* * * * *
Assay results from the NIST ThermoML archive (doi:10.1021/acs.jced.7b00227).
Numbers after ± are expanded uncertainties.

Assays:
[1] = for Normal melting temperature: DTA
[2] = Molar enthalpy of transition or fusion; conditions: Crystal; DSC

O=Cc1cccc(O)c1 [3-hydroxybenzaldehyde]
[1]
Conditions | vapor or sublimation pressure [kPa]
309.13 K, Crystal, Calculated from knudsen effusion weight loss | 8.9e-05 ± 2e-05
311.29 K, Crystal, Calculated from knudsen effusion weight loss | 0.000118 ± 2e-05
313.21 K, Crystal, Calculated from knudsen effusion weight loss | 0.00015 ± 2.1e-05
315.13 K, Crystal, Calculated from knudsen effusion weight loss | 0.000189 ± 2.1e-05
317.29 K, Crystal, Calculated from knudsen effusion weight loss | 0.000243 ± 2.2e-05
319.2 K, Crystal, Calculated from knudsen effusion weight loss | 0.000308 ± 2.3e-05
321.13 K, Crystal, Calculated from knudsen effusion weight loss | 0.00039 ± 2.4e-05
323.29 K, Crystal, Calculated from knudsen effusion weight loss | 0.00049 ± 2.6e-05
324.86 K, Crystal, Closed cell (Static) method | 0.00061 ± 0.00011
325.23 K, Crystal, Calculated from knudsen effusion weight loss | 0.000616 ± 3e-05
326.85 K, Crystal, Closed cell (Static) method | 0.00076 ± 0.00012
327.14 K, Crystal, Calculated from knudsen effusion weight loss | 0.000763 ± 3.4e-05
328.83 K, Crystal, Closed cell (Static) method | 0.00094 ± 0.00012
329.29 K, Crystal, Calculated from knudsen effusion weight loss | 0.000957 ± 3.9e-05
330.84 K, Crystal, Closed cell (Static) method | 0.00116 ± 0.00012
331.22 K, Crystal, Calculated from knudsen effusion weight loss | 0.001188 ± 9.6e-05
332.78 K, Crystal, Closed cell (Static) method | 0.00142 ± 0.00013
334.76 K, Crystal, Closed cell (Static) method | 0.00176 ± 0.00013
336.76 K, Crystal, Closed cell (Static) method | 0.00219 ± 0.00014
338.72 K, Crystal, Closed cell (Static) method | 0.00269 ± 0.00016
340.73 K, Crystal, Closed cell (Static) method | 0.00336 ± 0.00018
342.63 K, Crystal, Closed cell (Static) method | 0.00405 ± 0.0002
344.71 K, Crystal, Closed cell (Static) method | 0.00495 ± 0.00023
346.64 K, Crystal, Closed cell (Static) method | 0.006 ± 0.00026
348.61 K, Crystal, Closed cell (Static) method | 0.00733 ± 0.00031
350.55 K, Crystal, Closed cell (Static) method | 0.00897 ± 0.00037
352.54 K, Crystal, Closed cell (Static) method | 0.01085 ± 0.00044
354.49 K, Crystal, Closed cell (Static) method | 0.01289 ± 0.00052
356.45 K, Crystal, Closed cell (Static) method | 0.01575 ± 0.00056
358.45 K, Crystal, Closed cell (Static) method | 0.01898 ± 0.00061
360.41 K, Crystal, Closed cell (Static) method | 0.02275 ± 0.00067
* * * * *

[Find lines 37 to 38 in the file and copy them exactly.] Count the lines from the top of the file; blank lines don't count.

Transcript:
356.45 K, Crystal, Closed cell (Static) method | 0.01575 ± 0.00056
358.45 K, Crystal, Closed cell (Static) method | 0.01898 ± 0.00061